When I was a girl, my father called me a “glory-hound,” and I was embarrassed and indignant, probably because it was so true. Most writers, it seems, long for glory, fame, acknowledgement. Some of that is a human need to be seen and valued, an experience we all deserve. But lately, I’ve been seeing a very real danger in the obsessive pursuit of fame and even the pursuit of achievement.

What could be wrong with “following your dream” or “being all you can be?”

In a radio interview, a spiritual author writing a book about a religious icon, mentioned a key moment when she was allowed to see the icon. At that moment, her companion and guide, an elderly man, was so affected, he collapsed to the floor. Her reaction was something very close to, Oh, that’s all I need: a dead guide on my hands.

Wow, I thought. Doesn’t a spiritual quest draw us closer to others, make us sympathetic to their suffering and possible death? That moment is undoubtedly not typical of the writer’s attitude overall, but it made me certainly made me ponder ambition, my own and others’, and where it stands in the way of humanity. Where do we find ourselves seeing others and even their suffering as mere obstacles to our goals?

Custer: A Far Scarier Example

Soon after hearing the radio program, I watched a PBS feature on Custer, a horrible and disturbing story. My mind kept flipping back and forth between two visions. One was a popular picture of Custer in his time, glamorous Custer, a “gallant” triumphant competitor, a rule-breaker and risk-taker, adventurous, courageous, confident, dashing, a man who dressed with flare and had a passionate romance with an equally high-voltage woman, his wife, Libby. This, I thought, is the archetype of success in our culture, the fireworks person, the Steve Jobs, the important one who drives himself beyond human limits and achieves fame, power, and money – and makes us feel bad about ourselves.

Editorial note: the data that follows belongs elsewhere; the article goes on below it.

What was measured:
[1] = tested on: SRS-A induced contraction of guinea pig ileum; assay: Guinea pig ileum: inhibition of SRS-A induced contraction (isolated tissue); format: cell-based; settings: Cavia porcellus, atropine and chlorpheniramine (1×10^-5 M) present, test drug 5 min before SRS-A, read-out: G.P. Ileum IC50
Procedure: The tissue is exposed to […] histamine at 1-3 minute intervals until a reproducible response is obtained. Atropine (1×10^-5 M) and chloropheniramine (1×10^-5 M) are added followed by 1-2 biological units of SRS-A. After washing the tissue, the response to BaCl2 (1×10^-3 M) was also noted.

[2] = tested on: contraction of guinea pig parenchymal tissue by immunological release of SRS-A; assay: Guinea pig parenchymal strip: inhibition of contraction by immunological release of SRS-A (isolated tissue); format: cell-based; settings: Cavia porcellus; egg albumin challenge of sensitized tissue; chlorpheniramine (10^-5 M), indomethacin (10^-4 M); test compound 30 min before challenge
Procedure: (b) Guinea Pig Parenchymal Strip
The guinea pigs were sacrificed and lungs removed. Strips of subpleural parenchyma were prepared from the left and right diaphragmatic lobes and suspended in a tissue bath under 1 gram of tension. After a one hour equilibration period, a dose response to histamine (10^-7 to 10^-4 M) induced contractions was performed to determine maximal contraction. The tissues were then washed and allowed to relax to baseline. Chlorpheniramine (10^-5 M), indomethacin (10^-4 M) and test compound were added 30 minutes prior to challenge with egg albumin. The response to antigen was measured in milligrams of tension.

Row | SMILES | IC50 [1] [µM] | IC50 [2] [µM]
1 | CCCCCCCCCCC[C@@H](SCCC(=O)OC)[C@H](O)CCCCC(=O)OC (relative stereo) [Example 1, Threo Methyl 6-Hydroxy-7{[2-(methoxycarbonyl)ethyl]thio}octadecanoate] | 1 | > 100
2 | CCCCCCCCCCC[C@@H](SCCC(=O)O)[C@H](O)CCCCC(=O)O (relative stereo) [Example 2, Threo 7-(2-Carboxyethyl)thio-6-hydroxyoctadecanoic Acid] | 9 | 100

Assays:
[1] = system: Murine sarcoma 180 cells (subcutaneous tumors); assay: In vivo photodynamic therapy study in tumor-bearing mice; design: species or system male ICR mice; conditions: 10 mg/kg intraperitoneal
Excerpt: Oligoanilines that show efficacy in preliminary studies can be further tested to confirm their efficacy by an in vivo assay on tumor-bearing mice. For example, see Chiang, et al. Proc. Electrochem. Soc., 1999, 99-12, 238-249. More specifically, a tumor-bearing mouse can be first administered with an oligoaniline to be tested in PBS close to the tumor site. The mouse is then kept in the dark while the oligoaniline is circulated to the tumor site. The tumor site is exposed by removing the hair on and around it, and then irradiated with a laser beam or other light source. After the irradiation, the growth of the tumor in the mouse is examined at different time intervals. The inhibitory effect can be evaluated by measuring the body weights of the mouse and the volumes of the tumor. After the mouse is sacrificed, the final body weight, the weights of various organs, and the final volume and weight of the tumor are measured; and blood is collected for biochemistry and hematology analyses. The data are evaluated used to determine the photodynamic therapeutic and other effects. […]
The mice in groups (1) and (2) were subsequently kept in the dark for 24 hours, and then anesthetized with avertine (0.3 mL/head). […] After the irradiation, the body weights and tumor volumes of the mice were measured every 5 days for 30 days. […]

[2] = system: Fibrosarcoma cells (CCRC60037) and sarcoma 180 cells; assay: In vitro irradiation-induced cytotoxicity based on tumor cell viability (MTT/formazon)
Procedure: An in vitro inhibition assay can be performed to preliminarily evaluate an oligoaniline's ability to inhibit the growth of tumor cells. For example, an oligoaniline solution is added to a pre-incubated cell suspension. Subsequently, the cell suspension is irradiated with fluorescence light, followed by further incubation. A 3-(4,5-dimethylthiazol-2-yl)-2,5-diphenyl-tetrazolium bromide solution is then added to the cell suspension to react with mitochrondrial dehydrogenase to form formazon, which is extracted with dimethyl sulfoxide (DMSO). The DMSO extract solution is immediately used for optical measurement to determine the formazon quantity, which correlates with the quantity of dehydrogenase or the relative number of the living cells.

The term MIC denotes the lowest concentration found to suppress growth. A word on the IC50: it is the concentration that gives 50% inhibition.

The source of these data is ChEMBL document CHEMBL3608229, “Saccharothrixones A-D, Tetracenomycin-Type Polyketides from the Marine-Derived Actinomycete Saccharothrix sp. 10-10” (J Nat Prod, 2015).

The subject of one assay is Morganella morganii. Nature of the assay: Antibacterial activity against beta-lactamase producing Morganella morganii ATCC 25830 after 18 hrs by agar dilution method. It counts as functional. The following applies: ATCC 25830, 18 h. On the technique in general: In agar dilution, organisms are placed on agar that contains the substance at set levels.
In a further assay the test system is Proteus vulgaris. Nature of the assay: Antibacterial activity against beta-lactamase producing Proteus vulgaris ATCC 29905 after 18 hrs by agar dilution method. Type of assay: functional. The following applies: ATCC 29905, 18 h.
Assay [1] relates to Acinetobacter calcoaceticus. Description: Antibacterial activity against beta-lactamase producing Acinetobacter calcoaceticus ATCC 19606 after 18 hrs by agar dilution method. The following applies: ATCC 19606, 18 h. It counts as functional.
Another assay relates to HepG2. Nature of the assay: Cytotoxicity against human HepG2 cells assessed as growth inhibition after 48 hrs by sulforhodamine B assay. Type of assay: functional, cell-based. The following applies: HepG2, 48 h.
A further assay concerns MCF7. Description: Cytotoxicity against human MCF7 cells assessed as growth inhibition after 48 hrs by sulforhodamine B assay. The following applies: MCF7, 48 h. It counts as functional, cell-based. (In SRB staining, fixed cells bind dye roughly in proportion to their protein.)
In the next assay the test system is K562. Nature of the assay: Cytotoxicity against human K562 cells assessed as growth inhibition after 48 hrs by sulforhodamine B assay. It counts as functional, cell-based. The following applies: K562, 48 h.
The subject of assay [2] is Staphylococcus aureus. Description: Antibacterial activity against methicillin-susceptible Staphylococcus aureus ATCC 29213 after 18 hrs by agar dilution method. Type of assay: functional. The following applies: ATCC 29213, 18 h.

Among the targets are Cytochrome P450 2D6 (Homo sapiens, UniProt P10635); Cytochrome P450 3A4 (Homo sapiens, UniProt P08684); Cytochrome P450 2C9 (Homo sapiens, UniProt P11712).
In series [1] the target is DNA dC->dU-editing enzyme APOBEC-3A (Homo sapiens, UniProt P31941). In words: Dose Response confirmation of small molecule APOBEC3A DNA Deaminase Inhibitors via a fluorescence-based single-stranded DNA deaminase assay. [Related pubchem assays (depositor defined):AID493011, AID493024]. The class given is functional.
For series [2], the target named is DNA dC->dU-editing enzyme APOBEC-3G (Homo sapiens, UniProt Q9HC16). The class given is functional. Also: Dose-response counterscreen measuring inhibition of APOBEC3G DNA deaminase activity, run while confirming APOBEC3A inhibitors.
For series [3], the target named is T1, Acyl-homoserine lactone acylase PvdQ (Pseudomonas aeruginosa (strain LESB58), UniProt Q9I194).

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Finding Fresh Water

Jan21

by: Jessica Fishman on January 21st, 2014 | Comments Off

The Shmaya Mikveh, pictured here, is Israel's only pluralistic, open mikveh.

During difficult times, new beginnings, or endings, people often look for a way to symbolically mark transitions. In her mid-twenties, Miriam had just gone through a difficult break up and was about to make aliyah to Israel from Los Angles. Wanting to start fresh, Miriam remembered an Orthodox woman who ran a pluralistic mikveh who had told her, “If you ever just want to have the experience, you can come and do a dip anytime you want. You don’t have to come only because you’re married.”

Miriam decided to visit the mikveh and told the woman that she wanted to spiritually cleanse herself for her big life changes. While explaining that the mikveh can be a symbol for starting fresh, the woman set out candles and meaningful passages. Miriam describes her first mikveh experience as beautiful and lovely. However, her second mikveh experience was not as welcoming.